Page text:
Solution Structure of the N-terminal Ubiquitin-like Domain in the Human BAT3 Protein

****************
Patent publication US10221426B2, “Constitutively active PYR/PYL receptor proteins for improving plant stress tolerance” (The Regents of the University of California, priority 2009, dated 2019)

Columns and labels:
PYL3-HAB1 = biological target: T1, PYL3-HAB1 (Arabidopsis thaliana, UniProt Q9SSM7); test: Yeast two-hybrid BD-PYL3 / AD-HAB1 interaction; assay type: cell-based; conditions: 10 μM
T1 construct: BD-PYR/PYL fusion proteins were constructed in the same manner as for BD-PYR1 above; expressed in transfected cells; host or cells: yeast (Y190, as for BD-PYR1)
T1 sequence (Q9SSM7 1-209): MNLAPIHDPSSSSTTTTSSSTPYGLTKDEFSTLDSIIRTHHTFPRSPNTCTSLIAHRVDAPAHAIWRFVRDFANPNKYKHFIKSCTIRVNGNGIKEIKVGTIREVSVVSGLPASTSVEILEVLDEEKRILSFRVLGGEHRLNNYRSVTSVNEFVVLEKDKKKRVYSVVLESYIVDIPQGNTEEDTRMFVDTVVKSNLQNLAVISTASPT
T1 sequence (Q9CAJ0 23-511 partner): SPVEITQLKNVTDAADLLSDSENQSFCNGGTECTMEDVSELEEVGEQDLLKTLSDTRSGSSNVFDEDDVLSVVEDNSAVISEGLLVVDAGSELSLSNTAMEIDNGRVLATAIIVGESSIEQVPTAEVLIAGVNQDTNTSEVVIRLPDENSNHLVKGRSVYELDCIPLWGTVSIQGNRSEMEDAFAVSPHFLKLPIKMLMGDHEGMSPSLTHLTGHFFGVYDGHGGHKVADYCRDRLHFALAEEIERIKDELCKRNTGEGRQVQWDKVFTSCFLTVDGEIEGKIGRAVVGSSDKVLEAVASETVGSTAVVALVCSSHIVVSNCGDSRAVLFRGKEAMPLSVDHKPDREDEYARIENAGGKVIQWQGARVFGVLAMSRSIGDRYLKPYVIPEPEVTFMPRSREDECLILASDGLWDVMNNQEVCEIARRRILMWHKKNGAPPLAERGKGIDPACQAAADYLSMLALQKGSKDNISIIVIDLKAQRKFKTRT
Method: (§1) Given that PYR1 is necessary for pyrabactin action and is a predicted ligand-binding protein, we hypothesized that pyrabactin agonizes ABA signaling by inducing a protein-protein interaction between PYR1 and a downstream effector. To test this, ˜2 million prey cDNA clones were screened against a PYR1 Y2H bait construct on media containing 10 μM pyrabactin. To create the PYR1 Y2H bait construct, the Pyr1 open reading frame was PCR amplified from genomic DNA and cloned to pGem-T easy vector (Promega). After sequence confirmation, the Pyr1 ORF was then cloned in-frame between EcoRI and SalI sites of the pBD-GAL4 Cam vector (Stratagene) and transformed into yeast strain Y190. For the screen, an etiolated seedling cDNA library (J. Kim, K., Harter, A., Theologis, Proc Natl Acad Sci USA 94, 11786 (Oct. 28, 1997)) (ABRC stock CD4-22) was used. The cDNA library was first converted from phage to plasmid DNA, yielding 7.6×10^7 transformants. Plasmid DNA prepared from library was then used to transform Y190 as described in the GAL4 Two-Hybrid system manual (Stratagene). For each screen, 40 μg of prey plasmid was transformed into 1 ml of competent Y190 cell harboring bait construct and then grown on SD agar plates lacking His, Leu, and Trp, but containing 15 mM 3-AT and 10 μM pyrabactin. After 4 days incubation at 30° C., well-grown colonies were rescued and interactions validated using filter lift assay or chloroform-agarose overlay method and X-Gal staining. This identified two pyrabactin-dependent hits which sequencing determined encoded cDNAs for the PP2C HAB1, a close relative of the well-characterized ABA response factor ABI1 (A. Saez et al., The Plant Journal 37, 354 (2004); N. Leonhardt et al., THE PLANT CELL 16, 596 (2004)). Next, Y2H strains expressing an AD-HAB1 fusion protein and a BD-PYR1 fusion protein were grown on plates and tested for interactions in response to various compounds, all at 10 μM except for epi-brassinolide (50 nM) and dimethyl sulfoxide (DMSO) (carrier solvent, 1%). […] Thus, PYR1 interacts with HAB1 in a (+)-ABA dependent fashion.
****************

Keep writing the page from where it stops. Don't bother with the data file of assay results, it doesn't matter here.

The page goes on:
[BAT3_HUMAN] Chaperone that plays a key role in various processes such as apoptosis, insertion of tail-anchored (TA) membrane proteins to the endoplasmic reticulum membrane and regulation of chromatin. Acts in part by regulating stability of proteins and their degradation by the proteasome. Participates in endoplasmic reticulum stress-induced apoptosis via its interaction with AIFM1/AIF by regulating AIFM1/AIF stability and preventing its degradation. Also required during spermatogenesis for synaptonemal complex assembly via its interaction with HSPA2, by inhibiting polyubiquitination and subsequent proteasomal degradation of HSPA2. Required for selective ubiquitin-mediated degradation of defective nascent chain polypeptides by the proteasome. In this context, may play a role in immuno-proteasomes to generate antigenic peptides via targeted degradation, thereby playing a role in antigen presentation in immune response. Key component of the BAG6/BAT3 complex, a cytosolic multiprotein complex involved in the post-translational delivery of tail-anchored (TA) membrane proteins to the endoplasmic reticulum membrane. TA membrane proteins, also named type II transmembrane proteins, contain a single C-terminal transmembrane region. BAG6/BAT3 acts by facilitating TA membrane proteins capture by ASNA1/TRC40: it is recruited to ribosomes synthesizing membrane proteins, interacts with the transmembrane region of newly released TA proteins and transfers them to ASNA1/TRC40 for targeting to the endoplasmic reticulum membrane.       Involved in DNA damage-induced apoptosis: following DNA damage, accumulates in the nucleus and forms a complex with p300/EP300, enhancing p300/EP300-mediated p53/TP53 acetylation leading to increase p53/TP53 transcriptional activity. When nuclear, may also act as a component of some chromatin regulator complex that regulates histone 3 'Lys-4' dimethylation (H3K4me2).       Can be released from tumor and dendritic cells in membrane vesicles or exosomes, and engage NCR3 thereby promoting natural killer cell (NK) activation and cytotoxicity.